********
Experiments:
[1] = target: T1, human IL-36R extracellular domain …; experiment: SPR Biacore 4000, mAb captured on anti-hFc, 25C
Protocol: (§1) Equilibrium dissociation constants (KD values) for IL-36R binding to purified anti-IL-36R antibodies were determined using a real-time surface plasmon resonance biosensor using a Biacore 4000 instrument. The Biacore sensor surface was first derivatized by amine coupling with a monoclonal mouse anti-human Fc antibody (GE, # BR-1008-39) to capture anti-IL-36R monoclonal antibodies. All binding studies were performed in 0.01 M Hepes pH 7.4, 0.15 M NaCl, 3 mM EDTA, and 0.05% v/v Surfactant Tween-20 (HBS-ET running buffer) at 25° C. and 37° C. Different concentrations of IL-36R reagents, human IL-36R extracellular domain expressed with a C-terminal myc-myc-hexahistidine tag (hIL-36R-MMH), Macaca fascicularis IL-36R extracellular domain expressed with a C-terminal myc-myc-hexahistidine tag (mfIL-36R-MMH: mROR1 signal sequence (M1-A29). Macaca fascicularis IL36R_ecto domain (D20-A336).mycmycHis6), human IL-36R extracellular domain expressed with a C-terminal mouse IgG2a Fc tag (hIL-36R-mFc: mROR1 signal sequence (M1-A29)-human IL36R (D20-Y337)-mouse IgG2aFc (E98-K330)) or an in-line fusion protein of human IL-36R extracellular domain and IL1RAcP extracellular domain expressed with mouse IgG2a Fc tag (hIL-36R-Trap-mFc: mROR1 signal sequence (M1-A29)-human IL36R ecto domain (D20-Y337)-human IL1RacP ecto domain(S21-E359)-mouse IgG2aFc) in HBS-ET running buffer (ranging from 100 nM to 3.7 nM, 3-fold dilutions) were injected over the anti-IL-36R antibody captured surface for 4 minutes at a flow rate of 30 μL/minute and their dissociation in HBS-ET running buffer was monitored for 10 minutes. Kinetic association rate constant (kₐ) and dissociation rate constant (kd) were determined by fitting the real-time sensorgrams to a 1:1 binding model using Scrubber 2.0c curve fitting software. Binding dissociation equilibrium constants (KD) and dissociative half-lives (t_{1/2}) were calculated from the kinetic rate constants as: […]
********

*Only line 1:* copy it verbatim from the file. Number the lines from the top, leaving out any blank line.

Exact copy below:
Experiments: